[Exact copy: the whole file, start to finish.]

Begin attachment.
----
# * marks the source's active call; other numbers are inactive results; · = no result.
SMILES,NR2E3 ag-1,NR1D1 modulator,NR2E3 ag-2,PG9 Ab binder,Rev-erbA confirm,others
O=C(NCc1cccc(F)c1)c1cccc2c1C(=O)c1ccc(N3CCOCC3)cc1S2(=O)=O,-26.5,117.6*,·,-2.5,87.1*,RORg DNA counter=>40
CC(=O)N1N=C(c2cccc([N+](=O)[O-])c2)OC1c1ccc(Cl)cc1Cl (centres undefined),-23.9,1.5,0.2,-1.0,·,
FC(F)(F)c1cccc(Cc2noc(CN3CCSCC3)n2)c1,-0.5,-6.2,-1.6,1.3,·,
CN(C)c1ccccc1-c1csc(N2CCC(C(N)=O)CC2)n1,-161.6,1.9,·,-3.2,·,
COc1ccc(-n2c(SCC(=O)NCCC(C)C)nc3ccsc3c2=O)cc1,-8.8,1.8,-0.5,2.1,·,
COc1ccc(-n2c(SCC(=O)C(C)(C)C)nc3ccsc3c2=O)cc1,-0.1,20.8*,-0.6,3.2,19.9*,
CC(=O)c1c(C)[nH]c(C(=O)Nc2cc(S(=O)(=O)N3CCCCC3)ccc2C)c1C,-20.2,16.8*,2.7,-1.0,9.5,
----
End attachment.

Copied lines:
# * marks the source's active call; other numbers are inactive results; · = no result.
SMILES,NR2E3 ag-1,NR1D1 modulator,NR2E3 ag-2,PG9 Ab binder,Rev-erbA confirm,others
O=C(NCc1cccc(F)c1)c1cccc2c1C(=O)c1ccc(N3CCOCC3)cc1S2(=O)=O,-26.5,117.6*,·,-2.5,87.1*,RORg DNA counter=>40
CC(=O)N1N=C(c2cccc([N+](=O)[O-])c2)OC1c1ccc(Cl)cc1Cl (centres undefined),-23.9,1.5,0.2,-1.0,·,
FC(F)(F)c1cccc(Cc2noc(CN3CCSCC3)n2)c1,-0.5,-6.2,-1.6,1.3,·,
CN(C)c1ccccc1-c1csc(N2CCC(C(N)=O)CC2)n1,-161.6,1.9,·,-3.2,·,
COc1ccc(-n2c(SCC(=O)NCCC(C)C)nc3ccsc3c2=O)cc1,-8.8,1.8,-0.5,2.1,·,
COc1ccc(-n2c(SCC(=O)C(C)(C)C)nc3ccsc3c2=O)cc1,-0.1,20.8*,-0.6,3.2,19.9*,
CC(=O)c1c(C)[nH]c(C(=O)Nc2cc(S(=O)(=O)N3CCCCC3)ccc2C)c1C,-20.2,16.8*,2.7,-1.0,9.5,